Although adopted, the Committee retains the file under scrutiny owing to outstanding questions relating to how the Regulation would operate in practice and, furthermore, the Government’s plans for giving effect to its commitment to reciprocate the rights it provides (for EU carriers).
Not cleared from scrutiny; further information requested; drawn to the attention of the Transport Committee
In October 2018, the Commission presented two separate agreements that will govern future EU trade and investment relations with Vietnam, in line with the Commission’s new approach to the architecture of free trade agreements (FTAs)—a) an ‘EU-only’ FTA, which requires the approval of the Council and European Parliament only (and not Member States) and is expected to enter into force late 2019/early 2020; and b) a ‘mixed’ investment protection agreement (IPA), covering investment protection and dispute settlement provisions, which will need to be ratified by individual Member States (including in some instances approval by their national parliaments) and is highly unlikely to come into effect for several years.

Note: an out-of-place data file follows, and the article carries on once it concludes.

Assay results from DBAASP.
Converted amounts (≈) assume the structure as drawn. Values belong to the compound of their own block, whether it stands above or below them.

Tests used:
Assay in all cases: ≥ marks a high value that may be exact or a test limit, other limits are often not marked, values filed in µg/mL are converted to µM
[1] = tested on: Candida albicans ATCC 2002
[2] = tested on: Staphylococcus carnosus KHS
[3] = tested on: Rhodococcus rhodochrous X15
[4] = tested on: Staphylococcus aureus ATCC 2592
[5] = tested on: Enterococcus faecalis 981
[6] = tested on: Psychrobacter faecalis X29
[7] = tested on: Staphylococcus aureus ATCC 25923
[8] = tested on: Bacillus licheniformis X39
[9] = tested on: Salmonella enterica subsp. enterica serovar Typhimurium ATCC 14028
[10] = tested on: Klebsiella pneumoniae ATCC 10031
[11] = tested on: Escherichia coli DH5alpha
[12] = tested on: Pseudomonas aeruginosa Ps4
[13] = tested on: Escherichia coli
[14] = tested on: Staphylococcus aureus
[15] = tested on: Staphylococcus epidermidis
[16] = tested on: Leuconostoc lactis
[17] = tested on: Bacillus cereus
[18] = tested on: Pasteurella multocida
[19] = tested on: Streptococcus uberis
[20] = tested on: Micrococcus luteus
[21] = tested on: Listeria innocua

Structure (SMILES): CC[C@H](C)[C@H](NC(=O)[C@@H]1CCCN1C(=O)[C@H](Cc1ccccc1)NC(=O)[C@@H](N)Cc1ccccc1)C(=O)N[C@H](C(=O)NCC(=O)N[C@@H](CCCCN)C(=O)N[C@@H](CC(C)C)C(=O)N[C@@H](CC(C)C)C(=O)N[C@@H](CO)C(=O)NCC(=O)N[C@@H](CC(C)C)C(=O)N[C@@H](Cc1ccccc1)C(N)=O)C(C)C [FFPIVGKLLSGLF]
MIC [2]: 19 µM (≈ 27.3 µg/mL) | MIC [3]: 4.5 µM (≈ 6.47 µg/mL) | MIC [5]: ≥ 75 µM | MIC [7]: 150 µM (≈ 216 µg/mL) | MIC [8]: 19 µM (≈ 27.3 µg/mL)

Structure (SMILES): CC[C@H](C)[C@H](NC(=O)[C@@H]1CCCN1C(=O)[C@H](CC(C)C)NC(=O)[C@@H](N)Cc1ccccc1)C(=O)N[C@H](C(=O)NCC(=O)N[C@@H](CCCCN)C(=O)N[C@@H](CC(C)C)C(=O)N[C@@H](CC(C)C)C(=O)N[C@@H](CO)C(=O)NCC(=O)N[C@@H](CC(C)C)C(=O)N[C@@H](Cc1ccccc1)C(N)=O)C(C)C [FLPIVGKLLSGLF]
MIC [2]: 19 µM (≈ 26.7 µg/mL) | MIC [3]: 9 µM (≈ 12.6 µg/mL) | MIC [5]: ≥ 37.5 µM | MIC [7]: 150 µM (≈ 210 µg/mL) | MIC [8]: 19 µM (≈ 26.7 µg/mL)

These agreements will impact future UK trade and investment relations with Vietnam after UK exit in all Brexit scenarios, whether negotiated or non-negotiated.
At its meeting on 19 December 2018, the Committee sought further information on the continuity of the proposed FTA post-exit (in both a deal and a no deal scenario), its expected potential benefits and costs for UK stakeholders and the Government’s approach to investment protection and dispute resolution after exit.
Following the Minister’s letter of 25 February 2019 and the Government’s impact assessment of the proposed FTA of 29 March 2019, the Committee:
a) draws to the attention of the House that: